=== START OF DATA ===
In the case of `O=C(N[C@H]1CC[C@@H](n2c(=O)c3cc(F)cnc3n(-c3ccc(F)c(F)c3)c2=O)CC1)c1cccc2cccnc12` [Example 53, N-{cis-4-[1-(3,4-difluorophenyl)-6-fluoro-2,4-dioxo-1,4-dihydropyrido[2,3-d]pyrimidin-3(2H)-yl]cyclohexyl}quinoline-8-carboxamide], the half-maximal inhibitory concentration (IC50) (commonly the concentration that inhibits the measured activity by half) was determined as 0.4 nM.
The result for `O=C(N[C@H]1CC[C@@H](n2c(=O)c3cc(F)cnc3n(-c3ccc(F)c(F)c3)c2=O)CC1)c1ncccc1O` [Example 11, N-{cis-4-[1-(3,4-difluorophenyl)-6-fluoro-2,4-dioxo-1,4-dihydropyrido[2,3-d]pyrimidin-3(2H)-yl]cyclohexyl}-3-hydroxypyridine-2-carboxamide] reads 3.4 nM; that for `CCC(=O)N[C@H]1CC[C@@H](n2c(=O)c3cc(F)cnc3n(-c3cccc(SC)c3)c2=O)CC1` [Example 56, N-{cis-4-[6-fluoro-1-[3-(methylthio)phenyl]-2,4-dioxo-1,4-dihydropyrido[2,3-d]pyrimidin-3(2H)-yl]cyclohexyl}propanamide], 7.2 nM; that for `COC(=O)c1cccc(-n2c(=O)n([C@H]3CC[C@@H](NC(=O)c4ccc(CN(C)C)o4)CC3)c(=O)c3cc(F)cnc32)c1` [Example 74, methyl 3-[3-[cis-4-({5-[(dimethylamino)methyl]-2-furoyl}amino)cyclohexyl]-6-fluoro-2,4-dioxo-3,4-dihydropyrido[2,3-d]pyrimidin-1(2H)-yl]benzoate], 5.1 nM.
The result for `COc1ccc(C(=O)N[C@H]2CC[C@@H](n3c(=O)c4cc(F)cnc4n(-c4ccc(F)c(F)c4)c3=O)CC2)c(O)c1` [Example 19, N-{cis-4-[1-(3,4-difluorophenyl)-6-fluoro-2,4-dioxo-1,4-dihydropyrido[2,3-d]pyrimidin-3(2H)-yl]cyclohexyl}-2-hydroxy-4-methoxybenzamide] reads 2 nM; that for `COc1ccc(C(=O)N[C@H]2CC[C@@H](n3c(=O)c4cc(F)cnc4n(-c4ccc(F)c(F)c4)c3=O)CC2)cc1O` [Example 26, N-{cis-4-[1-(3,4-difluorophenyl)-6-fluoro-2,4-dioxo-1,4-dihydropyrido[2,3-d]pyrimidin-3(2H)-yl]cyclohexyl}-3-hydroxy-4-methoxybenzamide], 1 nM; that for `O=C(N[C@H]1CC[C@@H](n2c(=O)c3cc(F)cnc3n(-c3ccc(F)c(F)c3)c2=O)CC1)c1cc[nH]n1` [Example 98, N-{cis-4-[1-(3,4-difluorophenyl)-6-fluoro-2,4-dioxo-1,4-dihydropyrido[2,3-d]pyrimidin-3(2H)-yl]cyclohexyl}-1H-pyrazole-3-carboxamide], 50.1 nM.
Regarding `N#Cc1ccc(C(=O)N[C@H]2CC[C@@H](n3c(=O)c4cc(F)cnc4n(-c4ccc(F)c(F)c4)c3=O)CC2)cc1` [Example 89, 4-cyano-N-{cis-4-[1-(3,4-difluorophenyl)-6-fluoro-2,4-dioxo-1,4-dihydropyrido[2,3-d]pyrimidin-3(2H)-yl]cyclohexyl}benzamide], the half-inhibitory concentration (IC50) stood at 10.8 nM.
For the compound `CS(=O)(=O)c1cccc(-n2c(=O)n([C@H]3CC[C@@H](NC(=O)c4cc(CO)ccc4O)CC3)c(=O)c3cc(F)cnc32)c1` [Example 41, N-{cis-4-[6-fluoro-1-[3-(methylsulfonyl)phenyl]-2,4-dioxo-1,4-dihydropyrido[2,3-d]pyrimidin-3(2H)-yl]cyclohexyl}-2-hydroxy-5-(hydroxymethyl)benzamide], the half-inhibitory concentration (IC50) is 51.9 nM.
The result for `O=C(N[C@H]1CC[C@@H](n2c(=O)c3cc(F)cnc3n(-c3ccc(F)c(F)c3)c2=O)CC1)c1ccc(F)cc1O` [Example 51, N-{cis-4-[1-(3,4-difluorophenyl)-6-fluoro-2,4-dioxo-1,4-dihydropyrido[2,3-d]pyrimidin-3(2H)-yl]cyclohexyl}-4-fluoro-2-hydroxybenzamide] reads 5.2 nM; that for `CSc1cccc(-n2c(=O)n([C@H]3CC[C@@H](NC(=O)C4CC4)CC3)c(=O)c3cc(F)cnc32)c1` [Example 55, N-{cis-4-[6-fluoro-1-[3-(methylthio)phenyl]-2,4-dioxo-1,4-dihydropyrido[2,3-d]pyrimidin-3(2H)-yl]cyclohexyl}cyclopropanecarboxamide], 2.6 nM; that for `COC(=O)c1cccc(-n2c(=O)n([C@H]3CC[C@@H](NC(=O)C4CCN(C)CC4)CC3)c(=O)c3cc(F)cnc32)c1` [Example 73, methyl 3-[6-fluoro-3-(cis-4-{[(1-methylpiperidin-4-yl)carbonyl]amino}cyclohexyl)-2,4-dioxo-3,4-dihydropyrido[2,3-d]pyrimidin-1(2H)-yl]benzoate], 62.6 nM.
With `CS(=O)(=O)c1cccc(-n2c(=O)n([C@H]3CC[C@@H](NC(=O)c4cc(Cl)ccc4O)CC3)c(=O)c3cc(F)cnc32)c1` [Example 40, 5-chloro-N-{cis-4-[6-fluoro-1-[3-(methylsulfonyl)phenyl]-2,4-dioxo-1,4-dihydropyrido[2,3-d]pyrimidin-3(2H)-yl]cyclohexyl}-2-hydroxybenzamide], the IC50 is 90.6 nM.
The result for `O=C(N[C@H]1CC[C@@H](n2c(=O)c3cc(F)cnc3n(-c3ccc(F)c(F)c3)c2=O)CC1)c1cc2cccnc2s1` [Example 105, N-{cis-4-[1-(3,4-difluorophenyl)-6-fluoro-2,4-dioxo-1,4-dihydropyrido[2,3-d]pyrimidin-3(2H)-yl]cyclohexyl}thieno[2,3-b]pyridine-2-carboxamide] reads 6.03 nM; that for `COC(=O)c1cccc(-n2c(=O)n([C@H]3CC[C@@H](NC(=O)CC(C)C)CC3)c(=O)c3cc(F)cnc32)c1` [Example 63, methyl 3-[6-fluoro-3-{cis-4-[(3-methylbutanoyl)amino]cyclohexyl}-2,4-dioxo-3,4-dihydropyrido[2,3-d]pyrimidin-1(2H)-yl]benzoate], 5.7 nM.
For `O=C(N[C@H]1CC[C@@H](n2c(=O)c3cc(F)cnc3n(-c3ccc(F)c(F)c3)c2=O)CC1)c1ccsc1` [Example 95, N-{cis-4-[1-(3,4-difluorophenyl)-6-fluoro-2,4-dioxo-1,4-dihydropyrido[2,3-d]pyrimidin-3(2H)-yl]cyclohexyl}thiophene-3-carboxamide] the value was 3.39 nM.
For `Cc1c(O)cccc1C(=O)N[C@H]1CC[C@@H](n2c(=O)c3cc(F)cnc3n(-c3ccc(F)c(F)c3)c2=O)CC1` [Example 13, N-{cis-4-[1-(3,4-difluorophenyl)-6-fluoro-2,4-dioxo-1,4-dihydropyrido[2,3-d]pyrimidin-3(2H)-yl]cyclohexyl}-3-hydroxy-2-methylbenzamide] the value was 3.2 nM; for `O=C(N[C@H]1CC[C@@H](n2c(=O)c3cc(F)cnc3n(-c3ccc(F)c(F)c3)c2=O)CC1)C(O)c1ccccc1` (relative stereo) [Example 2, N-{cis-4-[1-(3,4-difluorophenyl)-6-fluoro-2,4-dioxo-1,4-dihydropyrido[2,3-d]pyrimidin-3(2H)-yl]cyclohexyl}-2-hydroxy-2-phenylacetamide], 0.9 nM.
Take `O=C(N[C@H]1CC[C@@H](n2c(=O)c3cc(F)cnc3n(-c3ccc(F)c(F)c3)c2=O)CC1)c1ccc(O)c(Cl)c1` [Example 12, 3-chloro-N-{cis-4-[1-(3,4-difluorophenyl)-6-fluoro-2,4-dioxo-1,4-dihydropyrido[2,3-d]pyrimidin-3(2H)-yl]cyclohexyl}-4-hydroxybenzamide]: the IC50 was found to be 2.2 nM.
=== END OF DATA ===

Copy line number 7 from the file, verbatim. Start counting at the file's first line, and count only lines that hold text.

With `CS(=O)(=O)c1cccc(-n2c(=O)n([C@H]3CC[C@@H](NC(=O)c4cc(Cl)ccc4O)CC3)c(=O)c3cc(F)cnc32)c1` [Example 40, 5-chloro-N-{cis-4-[6-fluoro-1-[3-(methylsulfonyl)phenyl]-2,4-dioxo-1,4-dihydropyrido[2,3-d]pyrimidin-3(2H)-yl]cyclohexyl}-2-hydroxybenzamide], the IC50 is 90.6 nM.